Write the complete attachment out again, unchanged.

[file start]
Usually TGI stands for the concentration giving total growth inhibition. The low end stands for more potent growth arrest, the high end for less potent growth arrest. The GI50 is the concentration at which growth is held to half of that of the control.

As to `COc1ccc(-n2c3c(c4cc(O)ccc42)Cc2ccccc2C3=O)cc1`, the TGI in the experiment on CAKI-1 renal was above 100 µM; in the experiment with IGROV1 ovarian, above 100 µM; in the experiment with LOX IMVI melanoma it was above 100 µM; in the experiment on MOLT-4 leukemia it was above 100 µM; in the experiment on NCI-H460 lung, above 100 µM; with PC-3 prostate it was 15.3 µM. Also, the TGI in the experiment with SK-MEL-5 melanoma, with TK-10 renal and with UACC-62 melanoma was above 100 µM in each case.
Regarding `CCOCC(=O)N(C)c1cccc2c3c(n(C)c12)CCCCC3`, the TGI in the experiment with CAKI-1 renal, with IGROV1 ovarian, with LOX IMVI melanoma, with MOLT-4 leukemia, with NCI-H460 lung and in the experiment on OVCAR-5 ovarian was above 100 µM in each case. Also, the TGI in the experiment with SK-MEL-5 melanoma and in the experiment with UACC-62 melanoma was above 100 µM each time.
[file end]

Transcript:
Usually TGI stands for the concentration giving total growth inhibition. The low end stands for more potent growth arrest, the high end for less potent growth arrest. The GI50 is the concentration at which growth is held to half of that of the control.

As to `COc1ccc(-n2c3c(c4cc(O)ccc42)Cc2ccccc2C3=O)cc1`, the TGI in the experiment on CAKI-1 renal was above 100 µM; in the experiment with IGROV1 ovarian, above 100 µM; in the experiment with LOX IMVI melanoma it was above 100 µM; in the experiment on MOLT-4 leukemia it was above 100 µM; in the experiment on NCI-H460 lung, above 100 µM; with PC-3 prostate it was 15.3 µM. Also, the TGI in the experiment with SK-MEL-5 melanoma, with TK-10 renal and with UACC-62 melanoma was above 100 µM in each case.
Regarding `CCOCC(=O)N(C)c1cccc2c3c(n(C)c12)CCCCC3`, the TGI in the experiment with CAKI-1 renal, with IGROV1 ovarian, with LOX IMVI melanoma, with MOLT-4 leukemia, with NCI-H460 lung and in the experiment on OVCAR-5 ovarian was above 100 µM in each case. Also, the TGI in the experiment with SK-MEL-5 melanoma and in the experiment with UACC-62 melanoma was above 100 µM each time.